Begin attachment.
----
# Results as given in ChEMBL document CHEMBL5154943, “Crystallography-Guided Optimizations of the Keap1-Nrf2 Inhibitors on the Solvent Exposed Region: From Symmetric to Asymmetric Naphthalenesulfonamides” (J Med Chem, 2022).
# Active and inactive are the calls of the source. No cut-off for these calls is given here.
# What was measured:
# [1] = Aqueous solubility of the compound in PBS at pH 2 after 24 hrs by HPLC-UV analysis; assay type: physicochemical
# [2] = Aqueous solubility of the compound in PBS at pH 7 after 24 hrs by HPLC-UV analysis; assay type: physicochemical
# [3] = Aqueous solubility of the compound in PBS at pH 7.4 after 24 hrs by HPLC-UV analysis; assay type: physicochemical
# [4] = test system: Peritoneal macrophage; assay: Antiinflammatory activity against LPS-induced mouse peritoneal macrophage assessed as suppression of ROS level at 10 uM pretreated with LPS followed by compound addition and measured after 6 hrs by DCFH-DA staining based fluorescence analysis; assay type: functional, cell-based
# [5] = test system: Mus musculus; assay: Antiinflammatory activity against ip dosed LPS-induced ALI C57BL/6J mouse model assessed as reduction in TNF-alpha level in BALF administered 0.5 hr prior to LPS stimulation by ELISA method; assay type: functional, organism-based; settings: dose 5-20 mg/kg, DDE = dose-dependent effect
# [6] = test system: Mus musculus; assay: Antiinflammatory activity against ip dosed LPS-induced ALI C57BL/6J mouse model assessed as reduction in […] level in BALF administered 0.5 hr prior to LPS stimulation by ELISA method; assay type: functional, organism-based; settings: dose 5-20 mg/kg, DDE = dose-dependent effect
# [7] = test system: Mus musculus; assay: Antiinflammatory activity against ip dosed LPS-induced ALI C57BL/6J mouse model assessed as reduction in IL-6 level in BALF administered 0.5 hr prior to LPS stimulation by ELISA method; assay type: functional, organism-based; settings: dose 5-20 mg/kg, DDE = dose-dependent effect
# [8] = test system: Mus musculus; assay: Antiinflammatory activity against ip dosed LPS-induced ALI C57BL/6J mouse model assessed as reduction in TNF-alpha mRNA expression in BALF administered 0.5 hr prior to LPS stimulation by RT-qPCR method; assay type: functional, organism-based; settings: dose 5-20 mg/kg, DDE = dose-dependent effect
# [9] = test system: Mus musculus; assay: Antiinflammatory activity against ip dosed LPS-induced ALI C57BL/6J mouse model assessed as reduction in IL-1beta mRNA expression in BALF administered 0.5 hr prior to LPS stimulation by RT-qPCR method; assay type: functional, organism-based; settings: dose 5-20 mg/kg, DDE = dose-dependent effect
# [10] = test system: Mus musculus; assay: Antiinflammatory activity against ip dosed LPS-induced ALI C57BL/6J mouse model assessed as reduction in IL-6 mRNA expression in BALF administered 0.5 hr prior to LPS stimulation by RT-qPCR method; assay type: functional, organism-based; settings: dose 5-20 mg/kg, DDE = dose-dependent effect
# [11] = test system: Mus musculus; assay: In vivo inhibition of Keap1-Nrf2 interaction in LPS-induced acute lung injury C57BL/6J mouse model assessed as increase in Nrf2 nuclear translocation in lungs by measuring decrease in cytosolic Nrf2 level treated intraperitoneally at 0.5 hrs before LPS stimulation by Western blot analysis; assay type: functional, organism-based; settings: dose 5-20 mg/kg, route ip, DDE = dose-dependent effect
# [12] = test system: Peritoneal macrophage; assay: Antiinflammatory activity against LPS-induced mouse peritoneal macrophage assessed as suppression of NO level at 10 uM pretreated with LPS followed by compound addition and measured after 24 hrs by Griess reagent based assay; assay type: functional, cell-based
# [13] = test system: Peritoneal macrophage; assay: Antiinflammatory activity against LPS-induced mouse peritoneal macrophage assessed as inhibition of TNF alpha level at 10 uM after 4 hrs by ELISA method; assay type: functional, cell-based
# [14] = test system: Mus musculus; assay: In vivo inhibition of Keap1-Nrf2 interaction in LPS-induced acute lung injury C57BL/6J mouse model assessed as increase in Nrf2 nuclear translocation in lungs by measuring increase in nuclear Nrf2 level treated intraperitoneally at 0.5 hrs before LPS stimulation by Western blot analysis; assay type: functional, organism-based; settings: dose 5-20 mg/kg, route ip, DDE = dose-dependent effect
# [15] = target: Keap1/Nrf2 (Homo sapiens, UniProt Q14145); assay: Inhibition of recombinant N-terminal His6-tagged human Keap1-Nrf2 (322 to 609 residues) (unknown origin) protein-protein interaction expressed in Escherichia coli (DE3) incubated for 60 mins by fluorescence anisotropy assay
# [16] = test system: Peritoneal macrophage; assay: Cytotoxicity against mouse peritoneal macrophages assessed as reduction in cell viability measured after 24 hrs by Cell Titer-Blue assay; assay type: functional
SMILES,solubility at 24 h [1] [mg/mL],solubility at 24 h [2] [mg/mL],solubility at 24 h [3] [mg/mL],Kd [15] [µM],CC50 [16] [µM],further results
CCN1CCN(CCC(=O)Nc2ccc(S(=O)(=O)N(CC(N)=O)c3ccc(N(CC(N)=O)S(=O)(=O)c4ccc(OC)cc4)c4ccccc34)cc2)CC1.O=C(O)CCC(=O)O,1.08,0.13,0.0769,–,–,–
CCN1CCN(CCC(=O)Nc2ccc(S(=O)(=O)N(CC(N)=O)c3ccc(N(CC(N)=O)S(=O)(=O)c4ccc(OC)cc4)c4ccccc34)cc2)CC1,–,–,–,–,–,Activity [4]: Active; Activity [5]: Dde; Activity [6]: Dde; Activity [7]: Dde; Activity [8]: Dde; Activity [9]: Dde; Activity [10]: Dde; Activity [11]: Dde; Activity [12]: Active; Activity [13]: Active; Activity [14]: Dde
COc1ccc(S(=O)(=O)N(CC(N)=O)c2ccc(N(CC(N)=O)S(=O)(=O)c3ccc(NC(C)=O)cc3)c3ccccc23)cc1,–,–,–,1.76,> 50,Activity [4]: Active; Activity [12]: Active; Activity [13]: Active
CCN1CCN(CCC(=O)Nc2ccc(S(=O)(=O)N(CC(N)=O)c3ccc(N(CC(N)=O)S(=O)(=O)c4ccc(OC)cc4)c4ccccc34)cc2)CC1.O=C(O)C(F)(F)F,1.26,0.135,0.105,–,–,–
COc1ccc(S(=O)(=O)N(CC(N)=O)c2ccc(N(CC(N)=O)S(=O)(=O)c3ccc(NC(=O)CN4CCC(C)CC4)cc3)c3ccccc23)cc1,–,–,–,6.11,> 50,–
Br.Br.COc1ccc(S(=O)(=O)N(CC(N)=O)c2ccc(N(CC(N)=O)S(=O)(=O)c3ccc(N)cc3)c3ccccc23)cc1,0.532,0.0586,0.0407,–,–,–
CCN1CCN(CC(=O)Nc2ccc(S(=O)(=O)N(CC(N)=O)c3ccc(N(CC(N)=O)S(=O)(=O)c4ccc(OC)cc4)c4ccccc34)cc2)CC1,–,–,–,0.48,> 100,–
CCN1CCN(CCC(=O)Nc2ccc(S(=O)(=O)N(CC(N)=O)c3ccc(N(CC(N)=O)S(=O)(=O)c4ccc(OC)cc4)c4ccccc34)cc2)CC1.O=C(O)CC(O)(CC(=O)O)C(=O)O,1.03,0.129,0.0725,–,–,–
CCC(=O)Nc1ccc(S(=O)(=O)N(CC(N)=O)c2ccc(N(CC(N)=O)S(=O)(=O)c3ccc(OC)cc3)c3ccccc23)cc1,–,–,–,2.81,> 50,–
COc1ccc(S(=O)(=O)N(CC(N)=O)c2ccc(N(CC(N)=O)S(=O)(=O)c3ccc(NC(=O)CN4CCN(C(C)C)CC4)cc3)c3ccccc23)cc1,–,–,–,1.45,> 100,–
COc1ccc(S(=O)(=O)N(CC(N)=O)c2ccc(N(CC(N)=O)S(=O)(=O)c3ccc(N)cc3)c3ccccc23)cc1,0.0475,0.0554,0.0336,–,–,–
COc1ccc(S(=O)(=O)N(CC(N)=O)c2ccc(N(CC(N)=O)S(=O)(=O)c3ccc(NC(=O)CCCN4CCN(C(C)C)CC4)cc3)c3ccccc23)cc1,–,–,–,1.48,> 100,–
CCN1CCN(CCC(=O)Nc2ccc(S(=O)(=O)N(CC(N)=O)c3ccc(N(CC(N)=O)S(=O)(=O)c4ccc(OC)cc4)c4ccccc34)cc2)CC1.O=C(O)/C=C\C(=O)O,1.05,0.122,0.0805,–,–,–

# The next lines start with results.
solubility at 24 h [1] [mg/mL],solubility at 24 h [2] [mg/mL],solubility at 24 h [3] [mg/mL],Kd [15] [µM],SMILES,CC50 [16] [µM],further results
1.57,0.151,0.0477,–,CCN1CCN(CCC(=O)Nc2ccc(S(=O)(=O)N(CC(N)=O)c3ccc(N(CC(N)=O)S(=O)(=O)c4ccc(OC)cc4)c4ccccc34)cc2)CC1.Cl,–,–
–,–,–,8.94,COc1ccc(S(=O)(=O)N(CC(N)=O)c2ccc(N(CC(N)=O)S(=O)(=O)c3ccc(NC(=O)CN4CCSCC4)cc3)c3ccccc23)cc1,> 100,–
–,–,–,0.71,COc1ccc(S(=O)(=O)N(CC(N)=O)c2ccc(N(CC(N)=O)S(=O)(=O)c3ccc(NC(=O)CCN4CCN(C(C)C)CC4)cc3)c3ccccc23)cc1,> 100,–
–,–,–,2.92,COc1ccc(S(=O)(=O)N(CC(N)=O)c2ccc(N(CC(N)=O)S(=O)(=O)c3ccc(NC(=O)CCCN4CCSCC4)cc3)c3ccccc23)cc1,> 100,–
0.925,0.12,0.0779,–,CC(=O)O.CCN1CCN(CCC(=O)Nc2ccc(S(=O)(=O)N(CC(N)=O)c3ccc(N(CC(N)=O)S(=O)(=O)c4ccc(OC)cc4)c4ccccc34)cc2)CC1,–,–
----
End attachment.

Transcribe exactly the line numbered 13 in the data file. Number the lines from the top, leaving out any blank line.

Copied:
# [10] = test system: Mus musculus; assay: Antiinflammatory activity against ip dosed LPS-induced ALI C57BL/6J mouse model assessed as reduction in IL-6 mRNA expression in BALF administered 0.5 hr prior to LPS stimulation by RT-qPCR method; assay type: functional, organism-based; settings: dose 5-20 mg/kg, DDE = dose-dependent effect